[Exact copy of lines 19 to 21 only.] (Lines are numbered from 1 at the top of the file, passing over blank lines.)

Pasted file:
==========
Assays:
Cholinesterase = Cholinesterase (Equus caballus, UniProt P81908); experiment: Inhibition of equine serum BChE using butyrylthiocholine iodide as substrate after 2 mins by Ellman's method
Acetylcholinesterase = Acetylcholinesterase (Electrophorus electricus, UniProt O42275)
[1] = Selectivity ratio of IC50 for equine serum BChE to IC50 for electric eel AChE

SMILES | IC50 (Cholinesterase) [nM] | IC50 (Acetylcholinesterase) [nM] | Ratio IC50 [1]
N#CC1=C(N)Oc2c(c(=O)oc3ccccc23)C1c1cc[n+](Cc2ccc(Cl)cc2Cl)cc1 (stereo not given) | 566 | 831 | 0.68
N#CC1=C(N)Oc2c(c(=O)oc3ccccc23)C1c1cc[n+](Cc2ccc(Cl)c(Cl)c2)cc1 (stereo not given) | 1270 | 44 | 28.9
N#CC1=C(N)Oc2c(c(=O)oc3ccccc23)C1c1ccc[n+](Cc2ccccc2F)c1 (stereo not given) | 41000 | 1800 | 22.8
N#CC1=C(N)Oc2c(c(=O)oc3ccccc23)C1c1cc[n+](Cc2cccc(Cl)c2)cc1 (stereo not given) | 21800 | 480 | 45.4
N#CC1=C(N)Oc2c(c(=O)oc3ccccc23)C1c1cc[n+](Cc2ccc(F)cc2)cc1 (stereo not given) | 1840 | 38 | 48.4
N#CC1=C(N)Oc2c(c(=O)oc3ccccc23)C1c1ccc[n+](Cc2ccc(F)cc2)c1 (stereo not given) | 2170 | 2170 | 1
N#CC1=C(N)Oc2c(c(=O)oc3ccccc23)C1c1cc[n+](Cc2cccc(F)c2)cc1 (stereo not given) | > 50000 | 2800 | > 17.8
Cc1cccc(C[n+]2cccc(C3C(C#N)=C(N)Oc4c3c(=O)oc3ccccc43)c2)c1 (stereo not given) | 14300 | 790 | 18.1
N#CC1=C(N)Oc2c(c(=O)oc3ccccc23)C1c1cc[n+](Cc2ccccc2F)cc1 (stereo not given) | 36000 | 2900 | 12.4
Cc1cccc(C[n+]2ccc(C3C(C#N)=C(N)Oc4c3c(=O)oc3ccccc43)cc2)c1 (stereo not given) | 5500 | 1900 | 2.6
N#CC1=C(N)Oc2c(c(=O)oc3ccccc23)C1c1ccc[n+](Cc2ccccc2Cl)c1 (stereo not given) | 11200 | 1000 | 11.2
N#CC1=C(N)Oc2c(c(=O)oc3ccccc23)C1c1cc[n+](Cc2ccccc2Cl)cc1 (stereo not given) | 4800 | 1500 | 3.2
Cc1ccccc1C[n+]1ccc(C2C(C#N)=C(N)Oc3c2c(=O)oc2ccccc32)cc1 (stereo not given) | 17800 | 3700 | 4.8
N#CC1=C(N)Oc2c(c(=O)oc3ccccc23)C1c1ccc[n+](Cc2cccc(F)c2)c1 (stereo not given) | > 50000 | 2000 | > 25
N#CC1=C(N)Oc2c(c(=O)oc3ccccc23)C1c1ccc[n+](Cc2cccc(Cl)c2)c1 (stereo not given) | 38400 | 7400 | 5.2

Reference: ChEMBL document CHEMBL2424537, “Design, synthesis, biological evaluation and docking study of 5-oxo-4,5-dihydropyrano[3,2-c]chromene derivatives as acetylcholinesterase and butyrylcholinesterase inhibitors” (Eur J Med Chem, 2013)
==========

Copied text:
N#CC1=C(N)Oc2c(c(=O)oc3ccccc23)C1c1ccc[n+](Cc2cccc(F)c2)c1 (stereo not given) | > 50000 | 2000 | > 25
N#CC1=C(N)Oc2c(c(=O)oc3ccccc23)C1c1ccc[n+](Cc2cccc(Cl)c2)c1 (stereo not given) | 38400 | 7400 | 5.2

Reference: ChEMBL document CHEMBL2424537, “Design, synthesis, biological evaluation and docking study of 5-oxo-4,5-dihydropyrano[3,2-c]chromene derivatives as acetylcholinesterase and butyrylcholinesterase inhibitors” (Eur J Med Chem, 2013)